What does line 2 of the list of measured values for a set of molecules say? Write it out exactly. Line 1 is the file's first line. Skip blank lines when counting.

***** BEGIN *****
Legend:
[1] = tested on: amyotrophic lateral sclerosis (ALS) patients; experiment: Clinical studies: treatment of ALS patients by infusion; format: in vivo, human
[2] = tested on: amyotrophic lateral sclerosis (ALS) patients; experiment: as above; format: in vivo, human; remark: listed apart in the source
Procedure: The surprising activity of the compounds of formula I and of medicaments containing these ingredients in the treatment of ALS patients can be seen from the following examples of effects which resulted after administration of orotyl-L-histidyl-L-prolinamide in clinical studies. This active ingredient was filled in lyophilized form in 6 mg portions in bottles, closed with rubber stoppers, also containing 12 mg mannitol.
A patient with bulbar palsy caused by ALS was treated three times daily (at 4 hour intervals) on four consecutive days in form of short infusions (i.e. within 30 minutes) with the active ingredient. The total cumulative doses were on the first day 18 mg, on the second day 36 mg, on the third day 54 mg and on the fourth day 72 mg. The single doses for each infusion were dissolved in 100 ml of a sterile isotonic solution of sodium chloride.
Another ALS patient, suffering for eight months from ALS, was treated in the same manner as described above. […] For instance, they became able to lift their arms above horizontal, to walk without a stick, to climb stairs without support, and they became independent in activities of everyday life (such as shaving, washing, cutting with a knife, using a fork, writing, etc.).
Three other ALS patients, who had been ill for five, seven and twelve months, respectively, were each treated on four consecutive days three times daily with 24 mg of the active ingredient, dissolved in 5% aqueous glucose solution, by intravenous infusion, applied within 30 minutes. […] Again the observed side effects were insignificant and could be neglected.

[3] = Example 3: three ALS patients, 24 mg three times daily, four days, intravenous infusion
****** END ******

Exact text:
[1] = tested on: amyotrophic lateral sclerosis (ALS) patients; experiment: Clinical studies: treatment of ALS patients by infusion; format: in vivo, human